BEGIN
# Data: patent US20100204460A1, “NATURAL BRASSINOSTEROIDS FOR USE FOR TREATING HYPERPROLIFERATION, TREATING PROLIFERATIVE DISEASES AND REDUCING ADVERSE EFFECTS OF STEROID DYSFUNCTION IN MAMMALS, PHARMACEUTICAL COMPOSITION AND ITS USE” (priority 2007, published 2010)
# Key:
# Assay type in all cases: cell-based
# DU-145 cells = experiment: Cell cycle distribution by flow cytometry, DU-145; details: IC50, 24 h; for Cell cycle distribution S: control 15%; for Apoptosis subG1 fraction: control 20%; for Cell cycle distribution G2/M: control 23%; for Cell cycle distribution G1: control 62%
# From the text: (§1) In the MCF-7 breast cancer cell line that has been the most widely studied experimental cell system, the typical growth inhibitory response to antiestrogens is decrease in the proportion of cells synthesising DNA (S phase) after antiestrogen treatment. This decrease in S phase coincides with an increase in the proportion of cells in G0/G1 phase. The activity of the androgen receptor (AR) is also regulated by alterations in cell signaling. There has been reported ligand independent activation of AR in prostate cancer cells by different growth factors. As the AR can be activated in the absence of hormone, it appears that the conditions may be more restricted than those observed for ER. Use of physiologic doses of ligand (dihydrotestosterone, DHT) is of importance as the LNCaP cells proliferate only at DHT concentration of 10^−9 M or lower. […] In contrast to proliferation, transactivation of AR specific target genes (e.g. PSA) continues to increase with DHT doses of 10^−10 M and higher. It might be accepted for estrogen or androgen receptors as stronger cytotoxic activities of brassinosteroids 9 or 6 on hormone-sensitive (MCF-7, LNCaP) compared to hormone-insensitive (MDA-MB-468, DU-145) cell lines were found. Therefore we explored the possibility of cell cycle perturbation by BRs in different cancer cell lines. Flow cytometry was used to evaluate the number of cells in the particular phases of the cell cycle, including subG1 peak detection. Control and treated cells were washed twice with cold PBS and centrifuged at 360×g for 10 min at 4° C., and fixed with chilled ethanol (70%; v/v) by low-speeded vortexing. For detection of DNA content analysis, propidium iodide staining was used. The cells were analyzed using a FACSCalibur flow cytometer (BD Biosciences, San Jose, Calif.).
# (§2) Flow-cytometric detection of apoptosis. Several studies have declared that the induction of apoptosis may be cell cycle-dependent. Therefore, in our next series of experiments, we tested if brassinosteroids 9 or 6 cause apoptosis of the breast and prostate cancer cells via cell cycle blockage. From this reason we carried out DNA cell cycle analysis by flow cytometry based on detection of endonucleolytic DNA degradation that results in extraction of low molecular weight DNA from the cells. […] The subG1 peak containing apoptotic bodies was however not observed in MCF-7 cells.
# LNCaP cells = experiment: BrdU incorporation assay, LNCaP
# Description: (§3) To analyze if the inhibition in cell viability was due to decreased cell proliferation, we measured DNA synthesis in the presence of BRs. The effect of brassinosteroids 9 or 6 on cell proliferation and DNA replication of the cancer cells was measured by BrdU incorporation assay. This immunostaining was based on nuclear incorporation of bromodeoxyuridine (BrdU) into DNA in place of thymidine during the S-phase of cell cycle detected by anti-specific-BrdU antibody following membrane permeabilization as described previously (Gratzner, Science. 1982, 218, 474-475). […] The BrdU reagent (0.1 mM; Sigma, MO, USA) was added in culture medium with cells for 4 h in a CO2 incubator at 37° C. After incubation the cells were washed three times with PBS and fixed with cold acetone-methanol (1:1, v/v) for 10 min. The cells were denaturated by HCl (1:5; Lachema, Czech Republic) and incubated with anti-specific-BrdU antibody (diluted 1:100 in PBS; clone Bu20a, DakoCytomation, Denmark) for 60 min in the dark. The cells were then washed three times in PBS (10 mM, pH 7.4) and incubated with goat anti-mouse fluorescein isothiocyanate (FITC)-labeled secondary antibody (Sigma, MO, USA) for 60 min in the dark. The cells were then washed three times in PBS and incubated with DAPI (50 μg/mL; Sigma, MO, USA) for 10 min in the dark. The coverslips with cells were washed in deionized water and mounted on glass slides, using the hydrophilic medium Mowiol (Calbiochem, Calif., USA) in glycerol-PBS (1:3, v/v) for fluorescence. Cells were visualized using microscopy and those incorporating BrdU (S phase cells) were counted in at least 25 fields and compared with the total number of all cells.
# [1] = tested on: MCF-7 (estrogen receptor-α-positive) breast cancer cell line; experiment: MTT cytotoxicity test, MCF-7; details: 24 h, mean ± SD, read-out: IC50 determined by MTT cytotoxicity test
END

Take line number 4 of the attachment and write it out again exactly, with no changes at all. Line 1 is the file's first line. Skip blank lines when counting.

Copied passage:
# DU-145 cells = experiment: Cell cycle distribution by flow cytometry, DU-145; details: IC50, 24 h; for Cell cycle distribution S: control 15%; for Apoptosis subG1 fraction: control 20%; for Cell cycle distribution G2/M: control 23%; for Cell cycle distribution G1: control 62%